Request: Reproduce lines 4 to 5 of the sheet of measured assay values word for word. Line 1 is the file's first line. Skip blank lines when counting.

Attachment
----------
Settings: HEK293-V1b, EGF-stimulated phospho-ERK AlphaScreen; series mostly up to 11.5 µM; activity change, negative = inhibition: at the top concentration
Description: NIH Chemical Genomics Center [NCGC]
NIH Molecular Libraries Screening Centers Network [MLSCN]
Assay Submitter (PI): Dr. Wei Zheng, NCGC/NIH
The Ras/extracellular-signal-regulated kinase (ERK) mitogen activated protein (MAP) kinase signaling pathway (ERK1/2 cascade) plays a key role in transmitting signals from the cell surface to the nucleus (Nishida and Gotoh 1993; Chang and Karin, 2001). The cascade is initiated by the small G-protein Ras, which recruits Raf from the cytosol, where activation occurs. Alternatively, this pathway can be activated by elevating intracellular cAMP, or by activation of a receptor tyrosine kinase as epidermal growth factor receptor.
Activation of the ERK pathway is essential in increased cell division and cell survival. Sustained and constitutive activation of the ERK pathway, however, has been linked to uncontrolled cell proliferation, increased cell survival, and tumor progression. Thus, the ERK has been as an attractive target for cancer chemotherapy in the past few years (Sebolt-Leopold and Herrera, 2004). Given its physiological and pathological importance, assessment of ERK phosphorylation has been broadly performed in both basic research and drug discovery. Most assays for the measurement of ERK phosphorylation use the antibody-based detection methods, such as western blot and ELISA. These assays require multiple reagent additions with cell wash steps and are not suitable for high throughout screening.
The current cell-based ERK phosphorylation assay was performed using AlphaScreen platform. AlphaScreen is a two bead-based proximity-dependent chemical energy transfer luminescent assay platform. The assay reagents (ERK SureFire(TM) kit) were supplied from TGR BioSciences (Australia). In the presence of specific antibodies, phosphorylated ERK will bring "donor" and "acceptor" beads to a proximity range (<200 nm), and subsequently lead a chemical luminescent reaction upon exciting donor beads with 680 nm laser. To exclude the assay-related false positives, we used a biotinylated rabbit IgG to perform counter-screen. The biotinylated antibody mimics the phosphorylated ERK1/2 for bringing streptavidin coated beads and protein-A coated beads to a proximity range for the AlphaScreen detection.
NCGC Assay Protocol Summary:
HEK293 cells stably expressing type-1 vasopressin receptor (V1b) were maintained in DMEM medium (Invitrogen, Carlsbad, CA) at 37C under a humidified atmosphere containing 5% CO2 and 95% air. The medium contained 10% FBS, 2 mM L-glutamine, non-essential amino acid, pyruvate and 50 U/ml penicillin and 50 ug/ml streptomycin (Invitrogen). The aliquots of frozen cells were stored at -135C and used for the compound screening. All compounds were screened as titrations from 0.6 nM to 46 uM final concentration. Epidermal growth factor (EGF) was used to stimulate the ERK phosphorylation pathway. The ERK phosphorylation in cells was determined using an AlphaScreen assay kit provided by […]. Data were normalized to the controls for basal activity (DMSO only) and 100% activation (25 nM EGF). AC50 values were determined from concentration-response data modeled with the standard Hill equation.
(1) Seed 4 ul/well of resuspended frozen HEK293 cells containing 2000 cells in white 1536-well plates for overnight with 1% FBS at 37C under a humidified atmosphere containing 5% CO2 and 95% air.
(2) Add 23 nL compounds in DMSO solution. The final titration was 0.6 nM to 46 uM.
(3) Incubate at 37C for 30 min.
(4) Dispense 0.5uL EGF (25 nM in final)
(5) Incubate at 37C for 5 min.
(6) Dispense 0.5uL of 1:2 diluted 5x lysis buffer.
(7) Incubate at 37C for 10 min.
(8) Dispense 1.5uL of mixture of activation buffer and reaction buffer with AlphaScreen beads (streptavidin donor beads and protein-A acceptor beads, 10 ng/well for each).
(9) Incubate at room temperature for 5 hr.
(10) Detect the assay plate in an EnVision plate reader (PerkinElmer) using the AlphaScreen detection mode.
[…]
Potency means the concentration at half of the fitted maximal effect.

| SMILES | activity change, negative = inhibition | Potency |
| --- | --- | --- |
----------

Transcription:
Assay Submitter (PI): Dr. Wei Zheng, NCGC/NIH
The Ras/extracellular-signal-regulated kinase (ERK) mitogen activated protein (MAP) kinase signaling pathway (ERK1/2 cascade) plays a key role in transmitting signals from the cell surface to the nucleus (Nishida and Gotoh 1993; Chang and Karin, 2001). The cascade is initiated by the small G-protein Ras, which recruits Raf from the cytosol, where activation occurs. Alternatively, this pathway can be activated by elevating intracellular cAMP, or by activation of a receptor tyrosine kinase as epidermal growth factor receptor.